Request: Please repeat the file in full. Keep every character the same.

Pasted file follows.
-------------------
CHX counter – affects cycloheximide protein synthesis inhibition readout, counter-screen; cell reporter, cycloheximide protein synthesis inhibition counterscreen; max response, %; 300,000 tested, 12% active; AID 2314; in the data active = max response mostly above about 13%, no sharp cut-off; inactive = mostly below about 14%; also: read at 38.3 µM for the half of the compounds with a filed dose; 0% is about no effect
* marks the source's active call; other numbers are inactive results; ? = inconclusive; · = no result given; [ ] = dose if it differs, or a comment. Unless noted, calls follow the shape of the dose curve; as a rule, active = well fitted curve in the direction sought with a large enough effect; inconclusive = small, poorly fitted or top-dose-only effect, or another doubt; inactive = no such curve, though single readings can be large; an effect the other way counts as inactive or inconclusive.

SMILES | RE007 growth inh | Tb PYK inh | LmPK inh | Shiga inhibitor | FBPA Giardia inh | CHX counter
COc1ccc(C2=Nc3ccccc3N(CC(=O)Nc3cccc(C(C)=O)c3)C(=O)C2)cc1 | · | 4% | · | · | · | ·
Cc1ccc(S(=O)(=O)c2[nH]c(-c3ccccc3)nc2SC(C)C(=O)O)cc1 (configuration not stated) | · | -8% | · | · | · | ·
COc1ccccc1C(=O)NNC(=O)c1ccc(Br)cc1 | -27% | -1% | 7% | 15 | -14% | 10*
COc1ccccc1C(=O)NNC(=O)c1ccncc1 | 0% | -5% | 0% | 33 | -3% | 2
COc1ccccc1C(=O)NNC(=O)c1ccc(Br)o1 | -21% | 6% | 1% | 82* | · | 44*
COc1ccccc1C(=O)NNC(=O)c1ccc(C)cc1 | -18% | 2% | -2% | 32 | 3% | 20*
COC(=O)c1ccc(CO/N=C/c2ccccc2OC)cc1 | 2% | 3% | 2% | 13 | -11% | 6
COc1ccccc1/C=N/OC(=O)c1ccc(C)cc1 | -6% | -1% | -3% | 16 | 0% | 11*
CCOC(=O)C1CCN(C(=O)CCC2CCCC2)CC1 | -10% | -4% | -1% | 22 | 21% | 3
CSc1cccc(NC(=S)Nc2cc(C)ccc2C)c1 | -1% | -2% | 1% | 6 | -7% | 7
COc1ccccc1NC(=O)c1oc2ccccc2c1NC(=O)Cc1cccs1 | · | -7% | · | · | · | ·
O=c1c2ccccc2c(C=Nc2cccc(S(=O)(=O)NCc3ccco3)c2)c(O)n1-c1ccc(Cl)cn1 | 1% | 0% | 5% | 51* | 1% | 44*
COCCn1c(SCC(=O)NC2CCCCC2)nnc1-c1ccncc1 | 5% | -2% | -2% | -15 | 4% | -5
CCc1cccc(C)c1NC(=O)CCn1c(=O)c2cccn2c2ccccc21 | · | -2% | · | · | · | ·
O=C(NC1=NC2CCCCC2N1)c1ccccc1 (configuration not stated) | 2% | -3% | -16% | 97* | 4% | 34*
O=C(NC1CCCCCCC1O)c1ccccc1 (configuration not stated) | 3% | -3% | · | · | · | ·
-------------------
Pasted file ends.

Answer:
CHX counter – affects cycloheximide protein synthesis inhibition readout, counter-screen; cell reporter, cycloheximide protein synthesis inhibition counterscreen; max response, %; 300,000 tested, 12% active; AID 2314; in the data active = max response mostly above about 13%, no sharp cut-off; inactive = mostly below about 14%; also: read at 38.3 µM for the half of the compounds with a filed dose; 0% is about no effect
* marks the source's active call; other numbers are inactive results; ? = inconclusive; · = no result given; [ ] = dose if it differs, or a comment. Unless noted, calls follow the shape of the dose curve; as a rule, active = well fitted curve in the direction sought with a large enough effect; inconclusive = small, poorly fitted or top-dose-only effect, or another doubt; inactive = no such curve, though single readings can be large; an effect the other way counts as inactive or inconclusive.

SMILES | RE007 growth inh | Tb PYK inh | LmPK inh | Shiga inhibitor | FBPA Giardia inh | CHX counter
COc1ccc(C2=Nc3ccccc3N(CC(=O)Nc3cccc(C(C)=O)c3)C(=O)C2)cc1 | · | 4% | · | · | · | ·
Cc1ccc(S(=O)(=O)c2[nH]c(-c3ccccc3)nc2SC(C)C(=O)O)cc1 (configuration not stated) | · | -8% | · | · | · | ·
COc1ccccc1C(=O)NNC(=O)c1ccc(Br)cc1 | -27% | -1% | 7% | 15 | -14% | 10*
COc1ccccc1C(=O)NNC(=O)c1ccncc1 | 0% | -5% | 0% | 33 | -3% | 2
COc1ccccc1C(=O)NNC(=O)c1ccc(Br)o1 | -21% | 6% | 1% | 82* | · | 44*
COc1ccccc1C(=O)NNC(=O)c1ccc(C)cc1 | -18% | 2% | -2% | 32 | 3% | 20*
COC(=O)c1ccc(CO/N=C/c2ccccc2OC)cc1 | 2% | 3% | 2% | 13 | -11% | 6
COc1ccccc1/C=N/OC(=O)c1ccc(C)cc1 | -6% | -1% | -3% | 16 | 0% | 11*
CCOC(=O)C1CCN(C(=O)CCC2CCCC2)CC1 | -10% | -4% | -1% | 22 | 21% | 3
CSc1cccc(NC(=S)Nc2cc(C)ccc2C)c1 | -1% | -2% | 1% | 6 | -7% | 7
COc1ccccc1NC(=O)c1oc2ccccc2c1NC(=O)Cc1cccs1 | · | -7% | · | · | · | ·
O=c1c2ccccc2c(C=Nc2cccc(S(=O)(=O)NCc3ccco3)c2)c(O)n1-c1ccc(Cl)cn1 | 1% | 0% | 5% | 51* | 1% | 44*
COCCn1c(SCC(=O)NC2CCCCC2)nnc1-c1ccncc1 | 5% | -2% | -2% | -15 | 4% | -5
CCc1cccc(C)c1NC(=O)CCn1c(=O)c2cccn2c2ccccc21 | · | -2% | · | · | · | ·
O=C(NC1=NC2CCCCC2N1)c1ccccc1 (configuration not stated) | 2% | -3% | -16% | 97* | 4% | 34*
O=C(NC1CCCCCCC1O)c1ccccc1 (configuration not stated) | 3% | -3% | · | · | · | ·